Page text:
JavaMemoryModel: Efficient class initialization is _very_ hard

From: Bill Pugh (
Date: Thu Nov 11 1999 - 21:26:17 EST

Whenever a thread T performs a NEW, GETSTATIC,
PUTSTATIC or INVOKESTATIC on class C, we need to
check to see if the class is initialized. If we can
determine that thread T has already checked to see
if C is initialized, we are done. Otherwise, we
need to check. If it isn't initialized, we need to
initialize. If some other thread initialized it,
we need to:

        perform a memory barrier and reload
        all values cached in registers


This is _very unpleasant_. If we set aside the
strong class initialization stuff I talked about
in August, we even need to include these checks
in instance methods.

So what do we do? In native code, you can't patch
the code to eliminate the initialization check until
you are guaranteed that all existing threads have
performed the memory barrier and reloaded. Doing any sort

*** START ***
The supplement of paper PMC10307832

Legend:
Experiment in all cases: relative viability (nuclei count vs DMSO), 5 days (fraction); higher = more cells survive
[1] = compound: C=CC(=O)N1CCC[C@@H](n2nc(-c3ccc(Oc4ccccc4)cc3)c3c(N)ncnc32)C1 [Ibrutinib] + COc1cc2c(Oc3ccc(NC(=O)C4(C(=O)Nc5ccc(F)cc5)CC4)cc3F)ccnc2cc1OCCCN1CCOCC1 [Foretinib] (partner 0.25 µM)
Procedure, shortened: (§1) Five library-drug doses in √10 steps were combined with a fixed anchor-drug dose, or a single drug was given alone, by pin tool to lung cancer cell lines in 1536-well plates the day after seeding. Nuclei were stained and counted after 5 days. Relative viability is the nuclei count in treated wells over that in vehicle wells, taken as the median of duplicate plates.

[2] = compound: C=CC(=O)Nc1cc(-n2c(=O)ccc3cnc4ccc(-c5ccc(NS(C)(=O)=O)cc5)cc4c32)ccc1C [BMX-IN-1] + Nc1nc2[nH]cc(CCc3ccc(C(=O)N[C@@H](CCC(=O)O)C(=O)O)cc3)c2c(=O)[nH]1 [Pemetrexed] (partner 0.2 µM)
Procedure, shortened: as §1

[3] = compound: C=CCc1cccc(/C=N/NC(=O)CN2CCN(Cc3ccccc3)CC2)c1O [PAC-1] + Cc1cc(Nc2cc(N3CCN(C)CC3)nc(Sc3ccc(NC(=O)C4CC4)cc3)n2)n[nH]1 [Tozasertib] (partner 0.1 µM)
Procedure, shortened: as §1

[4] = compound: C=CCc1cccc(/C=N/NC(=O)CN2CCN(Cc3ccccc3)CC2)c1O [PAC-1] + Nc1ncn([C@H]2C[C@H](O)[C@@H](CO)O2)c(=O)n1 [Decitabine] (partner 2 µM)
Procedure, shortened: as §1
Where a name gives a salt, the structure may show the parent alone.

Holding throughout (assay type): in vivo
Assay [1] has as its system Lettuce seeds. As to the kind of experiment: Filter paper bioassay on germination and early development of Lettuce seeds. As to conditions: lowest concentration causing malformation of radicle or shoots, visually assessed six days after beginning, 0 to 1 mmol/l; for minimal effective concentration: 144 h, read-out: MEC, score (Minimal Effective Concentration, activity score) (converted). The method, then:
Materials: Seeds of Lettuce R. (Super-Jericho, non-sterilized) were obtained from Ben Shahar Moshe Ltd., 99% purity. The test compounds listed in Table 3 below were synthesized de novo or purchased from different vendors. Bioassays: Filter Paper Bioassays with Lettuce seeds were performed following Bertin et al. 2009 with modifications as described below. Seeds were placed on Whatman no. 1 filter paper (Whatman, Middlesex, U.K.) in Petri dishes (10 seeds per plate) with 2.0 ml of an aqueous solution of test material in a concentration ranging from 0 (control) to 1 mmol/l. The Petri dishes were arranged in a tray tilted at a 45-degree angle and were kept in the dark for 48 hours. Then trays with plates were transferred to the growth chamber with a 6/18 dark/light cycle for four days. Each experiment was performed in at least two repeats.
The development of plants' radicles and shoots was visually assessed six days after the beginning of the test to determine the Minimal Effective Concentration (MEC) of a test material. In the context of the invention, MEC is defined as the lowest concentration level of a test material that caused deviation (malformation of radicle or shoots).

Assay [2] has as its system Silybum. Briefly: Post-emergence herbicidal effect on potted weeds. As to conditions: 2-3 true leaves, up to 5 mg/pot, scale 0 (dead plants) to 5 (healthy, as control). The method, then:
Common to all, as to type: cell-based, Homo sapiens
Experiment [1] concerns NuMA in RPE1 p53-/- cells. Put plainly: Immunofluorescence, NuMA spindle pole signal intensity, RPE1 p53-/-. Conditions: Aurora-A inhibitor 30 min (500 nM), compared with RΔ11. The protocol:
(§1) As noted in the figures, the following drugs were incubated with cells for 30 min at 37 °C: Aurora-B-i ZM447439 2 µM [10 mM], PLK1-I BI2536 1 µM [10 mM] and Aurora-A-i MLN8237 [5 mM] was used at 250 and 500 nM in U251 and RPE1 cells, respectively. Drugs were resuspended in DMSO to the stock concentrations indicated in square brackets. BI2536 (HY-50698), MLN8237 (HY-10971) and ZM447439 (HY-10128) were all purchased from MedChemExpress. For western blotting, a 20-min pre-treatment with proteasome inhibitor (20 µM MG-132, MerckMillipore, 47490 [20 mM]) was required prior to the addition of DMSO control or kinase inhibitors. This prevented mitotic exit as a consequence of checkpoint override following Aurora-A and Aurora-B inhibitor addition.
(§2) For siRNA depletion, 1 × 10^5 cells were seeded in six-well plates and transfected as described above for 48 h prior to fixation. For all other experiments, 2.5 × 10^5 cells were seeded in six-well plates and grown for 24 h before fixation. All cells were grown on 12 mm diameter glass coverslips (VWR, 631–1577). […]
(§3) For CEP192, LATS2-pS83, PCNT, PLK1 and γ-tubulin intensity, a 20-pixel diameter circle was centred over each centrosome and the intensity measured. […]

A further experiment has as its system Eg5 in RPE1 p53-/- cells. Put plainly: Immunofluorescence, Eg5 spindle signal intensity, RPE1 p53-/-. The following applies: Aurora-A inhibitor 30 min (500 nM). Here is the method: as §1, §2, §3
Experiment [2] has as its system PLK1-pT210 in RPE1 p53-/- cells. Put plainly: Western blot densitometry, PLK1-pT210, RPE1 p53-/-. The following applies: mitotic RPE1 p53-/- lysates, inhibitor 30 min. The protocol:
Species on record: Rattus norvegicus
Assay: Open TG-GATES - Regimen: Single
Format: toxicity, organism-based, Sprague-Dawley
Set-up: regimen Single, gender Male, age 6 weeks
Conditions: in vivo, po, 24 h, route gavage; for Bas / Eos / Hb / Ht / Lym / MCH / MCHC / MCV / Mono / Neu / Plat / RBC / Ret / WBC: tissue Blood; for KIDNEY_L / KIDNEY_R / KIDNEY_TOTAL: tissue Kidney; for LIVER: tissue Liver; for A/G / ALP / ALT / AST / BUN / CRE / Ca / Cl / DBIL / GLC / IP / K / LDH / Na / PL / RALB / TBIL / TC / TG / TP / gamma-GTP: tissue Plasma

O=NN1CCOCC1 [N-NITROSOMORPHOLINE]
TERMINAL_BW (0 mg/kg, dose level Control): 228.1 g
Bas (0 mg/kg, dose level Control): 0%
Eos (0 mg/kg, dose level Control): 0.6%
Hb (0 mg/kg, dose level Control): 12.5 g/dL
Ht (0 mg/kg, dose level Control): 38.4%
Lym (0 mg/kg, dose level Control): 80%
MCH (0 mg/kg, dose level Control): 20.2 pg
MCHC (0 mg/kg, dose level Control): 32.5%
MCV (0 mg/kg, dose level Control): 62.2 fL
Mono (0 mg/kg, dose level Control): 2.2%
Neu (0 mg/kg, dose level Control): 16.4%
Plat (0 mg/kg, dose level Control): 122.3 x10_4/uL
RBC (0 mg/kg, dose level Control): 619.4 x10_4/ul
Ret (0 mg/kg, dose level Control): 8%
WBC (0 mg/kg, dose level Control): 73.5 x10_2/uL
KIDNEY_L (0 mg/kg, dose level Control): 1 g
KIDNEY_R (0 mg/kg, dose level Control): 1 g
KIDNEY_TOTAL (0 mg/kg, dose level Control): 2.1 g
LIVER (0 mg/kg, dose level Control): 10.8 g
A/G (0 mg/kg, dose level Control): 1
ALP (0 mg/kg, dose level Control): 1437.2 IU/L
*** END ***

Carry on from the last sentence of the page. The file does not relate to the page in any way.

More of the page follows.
of check to see "has my thread seen the initialization of
this class" is going to be tricky.

The strong class initialization stuff I talked about
earlier won't work. The problem is that while we can
perform an operation to force the results of class
initialization into the cache of all processors,
we can't force the results into the registers of all

The Sun interpreter is, as usual, badly broken for
weak memory models. It patches the opcodes to eliminate
the check as soon as the first thread executes the opcode.
The problem is that other threads still need to perform
the initialization check so that they do the required memory

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